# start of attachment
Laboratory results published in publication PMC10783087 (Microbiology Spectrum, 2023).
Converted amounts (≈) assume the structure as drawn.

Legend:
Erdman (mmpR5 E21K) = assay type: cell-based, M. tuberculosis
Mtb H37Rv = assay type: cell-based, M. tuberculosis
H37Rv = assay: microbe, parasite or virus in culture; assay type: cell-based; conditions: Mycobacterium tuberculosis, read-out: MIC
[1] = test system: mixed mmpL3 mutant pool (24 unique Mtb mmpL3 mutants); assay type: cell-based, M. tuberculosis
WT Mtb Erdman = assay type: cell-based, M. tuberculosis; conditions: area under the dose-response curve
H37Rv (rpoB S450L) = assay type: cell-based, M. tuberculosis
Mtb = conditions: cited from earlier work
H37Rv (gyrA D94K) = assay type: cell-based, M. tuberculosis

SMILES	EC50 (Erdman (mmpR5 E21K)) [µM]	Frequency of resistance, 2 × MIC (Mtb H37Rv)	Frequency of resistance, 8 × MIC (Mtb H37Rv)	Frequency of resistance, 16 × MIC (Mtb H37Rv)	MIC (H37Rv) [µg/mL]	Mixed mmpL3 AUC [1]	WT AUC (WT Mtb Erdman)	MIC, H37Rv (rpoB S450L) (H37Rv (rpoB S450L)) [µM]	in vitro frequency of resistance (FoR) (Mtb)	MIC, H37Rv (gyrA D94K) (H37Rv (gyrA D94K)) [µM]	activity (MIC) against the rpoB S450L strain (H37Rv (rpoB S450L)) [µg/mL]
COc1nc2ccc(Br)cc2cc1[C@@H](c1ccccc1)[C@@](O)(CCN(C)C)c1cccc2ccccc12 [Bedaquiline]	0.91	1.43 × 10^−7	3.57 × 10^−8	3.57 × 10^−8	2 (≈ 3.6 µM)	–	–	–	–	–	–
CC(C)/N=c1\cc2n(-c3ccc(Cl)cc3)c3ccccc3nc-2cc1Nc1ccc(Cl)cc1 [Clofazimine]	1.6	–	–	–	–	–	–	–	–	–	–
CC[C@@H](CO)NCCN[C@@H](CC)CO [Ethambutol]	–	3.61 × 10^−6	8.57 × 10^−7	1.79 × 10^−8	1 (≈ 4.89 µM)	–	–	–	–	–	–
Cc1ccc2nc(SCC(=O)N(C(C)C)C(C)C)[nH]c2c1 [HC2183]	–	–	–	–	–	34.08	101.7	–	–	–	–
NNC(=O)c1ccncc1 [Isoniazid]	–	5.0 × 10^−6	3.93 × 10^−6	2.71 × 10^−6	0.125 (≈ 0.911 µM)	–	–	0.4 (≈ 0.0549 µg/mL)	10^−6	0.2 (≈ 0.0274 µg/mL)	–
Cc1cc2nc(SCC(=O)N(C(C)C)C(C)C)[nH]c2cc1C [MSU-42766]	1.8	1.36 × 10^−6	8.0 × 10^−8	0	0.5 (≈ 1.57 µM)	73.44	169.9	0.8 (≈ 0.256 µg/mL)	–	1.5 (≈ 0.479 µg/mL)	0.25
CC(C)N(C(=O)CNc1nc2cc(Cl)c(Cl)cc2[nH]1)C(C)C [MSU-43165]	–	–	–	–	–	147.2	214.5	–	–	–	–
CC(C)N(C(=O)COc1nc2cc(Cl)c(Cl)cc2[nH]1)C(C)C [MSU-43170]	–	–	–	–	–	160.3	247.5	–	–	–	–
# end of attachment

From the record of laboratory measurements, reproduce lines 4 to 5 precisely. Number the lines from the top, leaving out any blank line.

Erdman (mmpR5 E21K) = assay type: cell-based, M. tuberculosis
Mtb H37Rv = assay type: cell-based, M. tuberculosis